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Govt Lifts Quantitative Limit on Tur, Urad & Masur Procurement under MSP Operation

The government's decision to remove the quantitative limit on pulse procurement and impose stock limits aims to support farmers and enhance domestic production while curbing hoarding and ensuring fair prices for consumers.

Shivam Dwivedi
Govt Lifts Quantitative Limit on Tur, Urad & Masur Procurement under MSP Operation (Photo Source: Pixabay)
Govt Lifts Quantitative Limit on Tur, Urad & Masur Procurement under MSP Operation (Photo Source: Pixabay)

In a move to encourage farmers and increase production, the committee of secretaries has approved the removal of quantitative limits on the procurement of tur (pigeon peas), urad (black gram), and masur (lentil) under the Price Support Scheme (PSS) for the year 2023-24. The decision, made by the Centre, aims to signal farmers to expand their cultivation areas and enhance the production of these pulses.

The Consumer Affairs Ministry announced that the government is removing the ceiling for procurement of tur, urad, and masur under PSS for 2023-24, and farmers are now free to sell any amount of their produce this year. The ministry stated that this policy change is aimed at boosting domestic production and is expected to encourage farmers to sow more tur and urad during the current kharif season and increase the production of masur during the rabi season.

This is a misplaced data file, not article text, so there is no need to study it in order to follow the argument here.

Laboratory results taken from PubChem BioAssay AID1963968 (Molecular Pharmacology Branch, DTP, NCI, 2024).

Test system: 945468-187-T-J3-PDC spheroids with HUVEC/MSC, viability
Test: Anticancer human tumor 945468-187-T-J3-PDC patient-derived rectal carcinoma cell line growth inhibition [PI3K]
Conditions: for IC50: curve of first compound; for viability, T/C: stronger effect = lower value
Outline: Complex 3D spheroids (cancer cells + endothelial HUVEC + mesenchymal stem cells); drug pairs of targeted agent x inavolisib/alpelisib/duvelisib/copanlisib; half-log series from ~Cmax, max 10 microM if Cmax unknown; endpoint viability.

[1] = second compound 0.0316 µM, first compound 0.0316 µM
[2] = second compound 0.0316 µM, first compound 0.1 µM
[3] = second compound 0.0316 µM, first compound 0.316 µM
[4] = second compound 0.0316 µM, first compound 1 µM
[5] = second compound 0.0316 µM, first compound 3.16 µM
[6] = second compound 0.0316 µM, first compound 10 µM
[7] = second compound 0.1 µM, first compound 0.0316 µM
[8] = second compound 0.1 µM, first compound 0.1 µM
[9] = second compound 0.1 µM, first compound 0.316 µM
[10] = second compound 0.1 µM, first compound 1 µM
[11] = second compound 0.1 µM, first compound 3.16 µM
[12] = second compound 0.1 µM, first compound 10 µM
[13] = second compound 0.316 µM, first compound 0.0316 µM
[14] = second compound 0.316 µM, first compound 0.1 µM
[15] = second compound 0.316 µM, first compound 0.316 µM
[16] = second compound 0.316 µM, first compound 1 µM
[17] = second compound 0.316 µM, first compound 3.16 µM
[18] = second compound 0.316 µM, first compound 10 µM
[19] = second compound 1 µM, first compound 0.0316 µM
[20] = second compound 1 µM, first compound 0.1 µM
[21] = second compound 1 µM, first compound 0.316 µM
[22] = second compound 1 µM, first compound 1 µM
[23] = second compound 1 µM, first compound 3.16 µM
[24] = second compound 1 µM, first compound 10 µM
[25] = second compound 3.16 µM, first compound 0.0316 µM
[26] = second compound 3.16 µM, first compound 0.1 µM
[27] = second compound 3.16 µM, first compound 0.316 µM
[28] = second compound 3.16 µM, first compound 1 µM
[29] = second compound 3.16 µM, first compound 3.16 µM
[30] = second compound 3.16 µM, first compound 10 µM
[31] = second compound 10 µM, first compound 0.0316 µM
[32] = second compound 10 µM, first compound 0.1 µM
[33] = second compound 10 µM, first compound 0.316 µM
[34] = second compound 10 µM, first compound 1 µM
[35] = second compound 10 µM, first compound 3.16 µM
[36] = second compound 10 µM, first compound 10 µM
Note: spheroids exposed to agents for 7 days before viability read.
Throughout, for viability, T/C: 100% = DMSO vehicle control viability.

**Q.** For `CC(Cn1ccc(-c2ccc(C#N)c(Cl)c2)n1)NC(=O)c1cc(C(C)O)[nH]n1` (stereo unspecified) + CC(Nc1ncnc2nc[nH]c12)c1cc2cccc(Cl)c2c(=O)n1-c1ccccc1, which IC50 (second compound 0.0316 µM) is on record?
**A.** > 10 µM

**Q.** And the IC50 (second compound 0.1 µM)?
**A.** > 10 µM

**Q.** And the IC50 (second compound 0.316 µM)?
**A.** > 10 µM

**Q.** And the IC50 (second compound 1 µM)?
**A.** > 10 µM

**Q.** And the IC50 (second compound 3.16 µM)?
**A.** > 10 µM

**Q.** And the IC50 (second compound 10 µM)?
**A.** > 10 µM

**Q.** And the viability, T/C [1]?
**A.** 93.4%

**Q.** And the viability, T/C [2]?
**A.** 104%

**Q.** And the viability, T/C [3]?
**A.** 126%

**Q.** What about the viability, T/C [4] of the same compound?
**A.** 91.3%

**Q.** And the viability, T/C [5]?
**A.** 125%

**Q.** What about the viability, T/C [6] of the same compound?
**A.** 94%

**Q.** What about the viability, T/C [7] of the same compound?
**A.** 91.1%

The proposal to remove the quantitative limit on pulse procurement under the PSS scheme was put forward by the Ministry of Agriculture, which manages the scheme, and was approved by the committee of secretaries, headed by the Cabinet Secretary. The government is highly concerned about the production of pulses as any decline in production could lead to price inflation.

Under the Price Support Scheme, the government purchases a maximum of 25 percent of the production of pulses and oilseeds from farmers at their minimum support prices (MSPs) when the mandi rates fall below these benchmark prices. However, if states request, the ceiling can be enhanced to 40 percent.

In addition to the removal of the quantitative limit on procurement, the Centre has also imposed stock limits until October 31 for tur dal and urad dal. Wholesalers, retailers, big chain retailers, millers, and importers are prohibited from keeping these pulses beyond the specified limit.

According to the new stock limit regulations, wholesalers are allowed to stock up to 200 tonnes of each pulse, while retailers are limited to 5 tonnes. Each retail outlet is also restricted to 5 tonnes, and big chain retailers can store up to 200 tonnes at their depot. Millers, on the other hand, have a limit equivalent to the last three months of production or 25 percent of their annual installed capacity, whichever is higher. Importers are required to dispose of imported stock within 30 days of Customs clearance.

The Consumer Affairs Ministry stated that the Indian government had issued the order in order to prevent hoarding and unscrupulous speculation, and also to improve affordability for consumers regarding tur dal and urad dal.

To ensure the strict enforcement of stock limits, the Department of Consumer Affairs has directed state governments to monitor prices and the stock position by verifying with various warehouse operators. The Central Warehousing Corporation (CWC) and State Warehousing Corporations (SWCs) have been instructed to provide details regarding the quantity of tur and urad stored in their warehouses.

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